In the 2016 Brexit referendum, Scotland voted decisively to Remain in the EU, while a UK-wide majority voted to Leave. This article discusses responses to the constitutional significance of a territorially divided result, both prior to and following the referendum, including in litigation over the ‘constitutional requirements’ necessary to trigger the United Kingdom’s withdrawal from the EU under Article 50 TEU (R (Miller) v Secretary of State for Exiting the European Union). It considers what these debates reveal about the uncertain and contested nature of the UK’s territorial constitution, focusing on issues of constitutional security for devolved institutions and competences, and constitutional voice for the devolved territories in handling issues of intertwined competence. It argues that the Brexit episode reveals major weaknesses in the dominant reliance on political mechanisms to give recognition to the constitutional significance of devolution, which do not adequately displace continued legal adherence to the assumptions of a unitary constitution.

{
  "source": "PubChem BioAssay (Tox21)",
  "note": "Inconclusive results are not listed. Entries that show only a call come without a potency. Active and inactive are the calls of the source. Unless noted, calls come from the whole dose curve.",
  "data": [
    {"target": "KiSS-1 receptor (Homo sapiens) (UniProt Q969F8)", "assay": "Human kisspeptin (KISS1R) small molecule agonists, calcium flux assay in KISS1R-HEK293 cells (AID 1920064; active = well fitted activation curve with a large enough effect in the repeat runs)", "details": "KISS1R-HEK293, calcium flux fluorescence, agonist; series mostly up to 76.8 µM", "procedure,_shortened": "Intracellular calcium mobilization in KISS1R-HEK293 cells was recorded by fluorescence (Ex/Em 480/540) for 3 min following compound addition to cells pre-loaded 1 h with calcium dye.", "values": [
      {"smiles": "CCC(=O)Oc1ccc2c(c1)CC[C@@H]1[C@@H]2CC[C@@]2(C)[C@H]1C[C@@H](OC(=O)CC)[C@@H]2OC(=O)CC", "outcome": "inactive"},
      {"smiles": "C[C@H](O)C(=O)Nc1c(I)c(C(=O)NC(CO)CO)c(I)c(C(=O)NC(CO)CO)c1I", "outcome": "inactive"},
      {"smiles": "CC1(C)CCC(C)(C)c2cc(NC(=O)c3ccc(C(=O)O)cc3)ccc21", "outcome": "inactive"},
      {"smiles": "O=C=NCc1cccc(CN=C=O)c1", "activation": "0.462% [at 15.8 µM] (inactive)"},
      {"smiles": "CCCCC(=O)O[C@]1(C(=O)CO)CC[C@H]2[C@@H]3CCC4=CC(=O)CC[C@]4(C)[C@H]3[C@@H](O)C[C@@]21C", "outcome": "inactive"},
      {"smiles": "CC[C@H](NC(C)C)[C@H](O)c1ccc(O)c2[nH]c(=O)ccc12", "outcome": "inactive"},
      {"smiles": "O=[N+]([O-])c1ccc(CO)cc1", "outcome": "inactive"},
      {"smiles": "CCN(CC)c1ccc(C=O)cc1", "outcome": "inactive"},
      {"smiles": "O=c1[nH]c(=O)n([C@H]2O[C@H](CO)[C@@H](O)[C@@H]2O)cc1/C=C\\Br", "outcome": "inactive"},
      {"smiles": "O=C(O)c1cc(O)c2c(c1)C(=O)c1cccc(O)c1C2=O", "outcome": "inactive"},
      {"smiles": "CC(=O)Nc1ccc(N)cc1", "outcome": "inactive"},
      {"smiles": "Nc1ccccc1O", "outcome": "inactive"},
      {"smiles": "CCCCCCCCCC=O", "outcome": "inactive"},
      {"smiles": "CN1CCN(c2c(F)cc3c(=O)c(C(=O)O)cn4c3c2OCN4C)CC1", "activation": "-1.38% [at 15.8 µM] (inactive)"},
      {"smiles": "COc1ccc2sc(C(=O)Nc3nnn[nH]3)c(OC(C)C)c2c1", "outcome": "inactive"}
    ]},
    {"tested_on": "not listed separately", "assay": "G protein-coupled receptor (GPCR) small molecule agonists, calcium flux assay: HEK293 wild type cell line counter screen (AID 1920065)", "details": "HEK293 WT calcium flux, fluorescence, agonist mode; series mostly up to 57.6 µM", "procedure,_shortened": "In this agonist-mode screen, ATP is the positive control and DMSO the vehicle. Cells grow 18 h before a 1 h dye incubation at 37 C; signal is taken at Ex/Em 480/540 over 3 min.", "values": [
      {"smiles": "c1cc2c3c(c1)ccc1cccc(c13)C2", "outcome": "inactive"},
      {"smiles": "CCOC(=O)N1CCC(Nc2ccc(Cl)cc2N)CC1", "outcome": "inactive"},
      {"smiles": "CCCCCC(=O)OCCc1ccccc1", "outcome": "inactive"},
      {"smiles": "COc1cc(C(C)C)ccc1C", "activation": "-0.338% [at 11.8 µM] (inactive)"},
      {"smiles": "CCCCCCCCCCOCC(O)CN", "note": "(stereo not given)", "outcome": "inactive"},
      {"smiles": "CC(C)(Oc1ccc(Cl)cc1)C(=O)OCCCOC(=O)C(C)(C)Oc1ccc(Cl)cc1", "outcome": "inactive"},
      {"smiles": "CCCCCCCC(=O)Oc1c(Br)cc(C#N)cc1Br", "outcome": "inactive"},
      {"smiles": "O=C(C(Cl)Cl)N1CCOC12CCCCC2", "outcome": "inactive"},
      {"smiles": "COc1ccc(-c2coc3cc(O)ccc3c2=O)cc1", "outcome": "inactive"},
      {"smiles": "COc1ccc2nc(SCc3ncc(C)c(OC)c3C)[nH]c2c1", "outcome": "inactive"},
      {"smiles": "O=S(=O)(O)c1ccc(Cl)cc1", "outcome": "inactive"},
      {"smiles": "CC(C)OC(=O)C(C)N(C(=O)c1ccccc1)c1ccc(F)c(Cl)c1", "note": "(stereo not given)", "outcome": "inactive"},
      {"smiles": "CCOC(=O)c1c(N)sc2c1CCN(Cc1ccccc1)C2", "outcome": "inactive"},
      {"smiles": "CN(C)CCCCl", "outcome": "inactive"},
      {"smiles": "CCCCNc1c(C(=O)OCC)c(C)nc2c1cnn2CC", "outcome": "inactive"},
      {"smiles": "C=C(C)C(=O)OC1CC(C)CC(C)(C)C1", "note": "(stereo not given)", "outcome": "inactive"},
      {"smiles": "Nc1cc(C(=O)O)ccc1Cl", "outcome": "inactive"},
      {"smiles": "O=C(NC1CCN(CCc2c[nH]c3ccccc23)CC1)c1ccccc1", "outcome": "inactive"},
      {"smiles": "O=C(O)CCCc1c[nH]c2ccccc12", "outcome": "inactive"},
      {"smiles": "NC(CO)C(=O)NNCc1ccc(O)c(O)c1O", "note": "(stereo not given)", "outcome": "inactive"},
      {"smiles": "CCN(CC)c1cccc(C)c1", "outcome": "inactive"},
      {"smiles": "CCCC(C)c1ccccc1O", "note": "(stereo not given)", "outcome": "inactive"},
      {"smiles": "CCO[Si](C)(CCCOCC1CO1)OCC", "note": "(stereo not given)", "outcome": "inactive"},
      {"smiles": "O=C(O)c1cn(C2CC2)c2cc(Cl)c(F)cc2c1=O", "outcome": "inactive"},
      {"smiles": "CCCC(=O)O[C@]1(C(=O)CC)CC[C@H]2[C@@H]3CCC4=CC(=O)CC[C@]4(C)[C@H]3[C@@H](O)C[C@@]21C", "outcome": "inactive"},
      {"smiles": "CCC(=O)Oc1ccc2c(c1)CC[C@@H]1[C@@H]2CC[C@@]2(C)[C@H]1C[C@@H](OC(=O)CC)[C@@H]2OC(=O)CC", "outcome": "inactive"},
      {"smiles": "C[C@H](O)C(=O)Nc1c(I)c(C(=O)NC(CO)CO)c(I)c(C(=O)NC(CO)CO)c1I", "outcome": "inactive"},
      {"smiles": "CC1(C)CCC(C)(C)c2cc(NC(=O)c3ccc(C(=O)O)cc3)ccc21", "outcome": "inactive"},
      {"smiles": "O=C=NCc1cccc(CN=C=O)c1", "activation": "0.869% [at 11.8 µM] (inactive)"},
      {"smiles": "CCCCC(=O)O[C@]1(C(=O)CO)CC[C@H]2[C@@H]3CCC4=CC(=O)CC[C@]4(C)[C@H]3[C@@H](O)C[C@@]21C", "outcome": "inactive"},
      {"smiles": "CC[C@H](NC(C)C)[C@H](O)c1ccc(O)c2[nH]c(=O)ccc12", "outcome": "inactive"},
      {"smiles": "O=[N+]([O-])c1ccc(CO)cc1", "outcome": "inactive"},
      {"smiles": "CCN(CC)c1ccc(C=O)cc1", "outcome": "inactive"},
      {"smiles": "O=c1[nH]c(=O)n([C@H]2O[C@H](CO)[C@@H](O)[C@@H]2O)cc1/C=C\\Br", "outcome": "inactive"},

|Number of pages||15|
|Journal||British Journal of Politics and International Relations|
|Early online date||6 Jun 2017|
|Publication status||E-pub ahead of print - 6 Jun 2017|
- Miller case
- Sewel Convention
- territorial constitution